The second transfer option is the use of the modem 28, or modulator-demodulator for telephone data communications. The modem, because of size, may also be required to reside in the peripheral box 24 with the tape deck 34 and the adapter/charger 26. Its support would be to provide daily update to the clinic of patient data and operational verification of the monitor. This role may eliminate the need for field tape support. The data would be archived on tape or disk at the central site. The patient would connect the monitor to the peripheral box 24 at the conclusion of the monitor session. Preferably, auto modem control would take over for the whole reporting process.
The third transfer option downloads the data from the monitor to the system scanner 30 via direct connection. This is possible when all sessions are recorded using suitable memory such as solid-state or bubble memory, or when the recording sessions are conducted in close proximity to the scanner site.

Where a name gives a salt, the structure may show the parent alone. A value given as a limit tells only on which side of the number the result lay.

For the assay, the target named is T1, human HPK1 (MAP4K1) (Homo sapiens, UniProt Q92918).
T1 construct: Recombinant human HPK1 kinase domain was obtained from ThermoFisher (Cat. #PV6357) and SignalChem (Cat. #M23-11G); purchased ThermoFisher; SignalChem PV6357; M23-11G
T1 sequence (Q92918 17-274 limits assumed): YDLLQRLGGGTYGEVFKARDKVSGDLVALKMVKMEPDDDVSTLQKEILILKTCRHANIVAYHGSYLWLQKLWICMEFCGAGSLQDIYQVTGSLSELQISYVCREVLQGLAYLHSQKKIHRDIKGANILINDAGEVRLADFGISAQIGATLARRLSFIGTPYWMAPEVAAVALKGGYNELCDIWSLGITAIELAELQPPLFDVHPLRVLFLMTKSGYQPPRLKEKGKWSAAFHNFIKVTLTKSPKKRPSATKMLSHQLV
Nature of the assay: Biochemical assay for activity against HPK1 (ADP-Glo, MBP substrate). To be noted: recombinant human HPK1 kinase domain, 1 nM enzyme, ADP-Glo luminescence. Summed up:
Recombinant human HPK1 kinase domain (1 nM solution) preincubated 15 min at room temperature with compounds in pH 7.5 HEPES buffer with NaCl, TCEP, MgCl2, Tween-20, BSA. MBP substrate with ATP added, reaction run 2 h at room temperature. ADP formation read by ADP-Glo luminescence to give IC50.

Once data is resident in the system scanner 30, analysis may begin. Penile tumescence and rigidity data, patient data, date/time, etc., is analyzed and coordinated to present the final hard copy report. Data is analyzed, formatted and archived on suitable mass storage such as cassette tape for future recall if necessary. The final report might consist of a hard copy of any or all of the following information:
(a) patient data--name, ID number;
(c) monitor serial number;
(d) "finger print" samples of tumescence and rigidity;
(e) Initialized Thresholds--preset constants in the data analysis equations which may be altered for appropriate reason;
(f) Session Summary--numerical data summary of nocturnal penile tumescence and rigidity events, e.g. max, min, total time, etc., patient activation notations and verbal description of patient;
(g) 2-D Graphics--superimposition of all or any number of data including tumescence and rigidity versus time plots for the tip and base loop portions which might be displayed in two forms, entire session data and individual event data; and,
(h) 3-D Graphics--optional 3-D graphics of entire session or individual events data which are plots of tumescence vs. rigidity vs. time.